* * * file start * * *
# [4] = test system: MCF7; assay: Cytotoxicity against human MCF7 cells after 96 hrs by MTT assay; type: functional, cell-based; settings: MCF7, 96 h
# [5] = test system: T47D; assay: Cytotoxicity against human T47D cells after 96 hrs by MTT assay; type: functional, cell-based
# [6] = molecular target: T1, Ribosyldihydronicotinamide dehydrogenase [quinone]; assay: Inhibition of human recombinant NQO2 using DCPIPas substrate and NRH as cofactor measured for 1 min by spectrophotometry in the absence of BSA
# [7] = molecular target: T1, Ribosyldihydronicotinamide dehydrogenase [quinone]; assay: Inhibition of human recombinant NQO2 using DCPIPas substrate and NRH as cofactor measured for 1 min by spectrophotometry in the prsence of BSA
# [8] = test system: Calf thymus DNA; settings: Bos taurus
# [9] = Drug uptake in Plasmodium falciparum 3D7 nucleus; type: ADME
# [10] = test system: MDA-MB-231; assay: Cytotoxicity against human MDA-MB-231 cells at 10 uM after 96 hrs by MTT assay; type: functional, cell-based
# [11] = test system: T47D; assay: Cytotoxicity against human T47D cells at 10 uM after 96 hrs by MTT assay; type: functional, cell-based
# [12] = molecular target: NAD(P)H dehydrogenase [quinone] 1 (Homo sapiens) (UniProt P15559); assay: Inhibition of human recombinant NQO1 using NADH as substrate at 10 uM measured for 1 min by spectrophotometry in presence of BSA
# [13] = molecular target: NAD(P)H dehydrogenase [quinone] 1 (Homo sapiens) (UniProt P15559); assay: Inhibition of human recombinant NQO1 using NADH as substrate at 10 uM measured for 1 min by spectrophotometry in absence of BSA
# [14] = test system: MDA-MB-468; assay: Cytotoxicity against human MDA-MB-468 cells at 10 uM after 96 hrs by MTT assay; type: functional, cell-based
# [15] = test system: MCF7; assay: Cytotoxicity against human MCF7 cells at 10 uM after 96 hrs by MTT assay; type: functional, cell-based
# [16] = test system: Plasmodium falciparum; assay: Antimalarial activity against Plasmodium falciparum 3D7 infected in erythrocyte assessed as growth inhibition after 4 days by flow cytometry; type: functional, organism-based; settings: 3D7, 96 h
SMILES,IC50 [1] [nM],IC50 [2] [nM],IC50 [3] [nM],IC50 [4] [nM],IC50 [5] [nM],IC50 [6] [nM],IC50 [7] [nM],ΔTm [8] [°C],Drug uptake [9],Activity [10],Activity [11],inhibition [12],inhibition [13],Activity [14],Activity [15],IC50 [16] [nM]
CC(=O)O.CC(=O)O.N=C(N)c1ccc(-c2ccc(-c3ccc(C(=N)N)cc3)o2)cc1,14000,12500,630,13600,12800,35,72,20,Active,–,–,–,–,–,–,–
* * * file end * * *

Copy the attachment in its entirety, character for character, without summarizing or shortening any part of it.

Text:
# [4] = test system: MCF7; assay: Cytotoxicity against human MCF7 cells after 96 hrs by MTT assay; type: functional, cell-based; settings: MCF7, 96 h
# [5] = test system: T47D; assay: Cytotoxicity against human T47D cells after 96 hrs by MTT assay; type: functional, cell-based
# [6] = molecular target: T1, Ribosyldihydronicotinamide dehydrogenase [quinone]; assay: Inhibition of human recombinant NQO2 using DCPIPas substrate and NRH as cofactor measured for 1 min by spectrophotometry in the absence of BSA
# [7] = molecular target: T1, Ribosyldihydronicotinamide dehydrogenase [quinone]; assay: Inhibition of human recombinant NQO2 using DCPIPas substrate and NRH as cofactor measured for 1 min by spectrophotometry in the prsence of BSA
# [8] = test system: Calf thymus DNA; settings: Bos taurus
# [9] = Drug uptake in Plasmodium falciparum 3D7 nucleus; type: ADME
# [10] = test system: MDA-MB-231; assay: Cytotoxicity against human MDA-MB-231 cells at 10 uM after 96 hrs by MTT assay; type: functional, cell-based
# [11] = test system: T47D; assay: Cytotoxicity against human T47D cells at 10 uM after 96 hrs by MTT assay; type: functional, cell-based
# [12] = molecular target: NAD(P)H dehydrogenase [quinone] 1 (Homo sapiens) (UniProt P15559); assay: Inhibition of human recombinant NQO1 using NADH as substrate at 10 uM measured for 1 min by spectrophotometry in presence of BSA
# [13] = molecular target: NAD(P)H dehydrogenase [quinone] 1 (Homo sapiens) (UniProt P15559); assay: Inhibition of human recombinant NQO1 using NADH as substrate at 10 uM measured for 1 min by spectrophotometry in absence of BSA
# [14] = test system: MDA-MB-468; assay: Cytotoxicity against human MDA-MB-468 cells at 10 uM after 96 hrs by MTT assay; type: functional, cell-based
# [15] = test system: MCF7; assay: Cytotoxicity against human MCF7 cells at 10 uM after 96 hrs by MTT assay; type: functional, cell-based
# [16] = test system: Plasmodium falciparum; assay: Antimalarial activity against Plasmodium falciparum 3D7 infected in erythrocyte assessed as growth inhibition after 4 days by flow cytometry; type: functional, organism-based; settings: 3D7, 96 h
SMILES,IC50 [1] [nM],IC50 [2] [nM],IC50 [3] [nM],IC50 [4] [nM],IC50 [5] [nM],IC50 [6] [nM],IC50 [7] [nM],ΔTm [8] [°C],Drug uptake [9],Activity [10],Activity [11],inhibition [12],inhibition [13],Activity [14],Activity [15],IC50 [16] [nM]
CC(=O)O.CC(=O)O.N=C(N)c1ccc(-c2ccc(-c3ccc(C(=N)N)cc3)o2)cc1,14000,12500,630,13600,12800,35,72,20,Active,–,–,–,–,–,–,–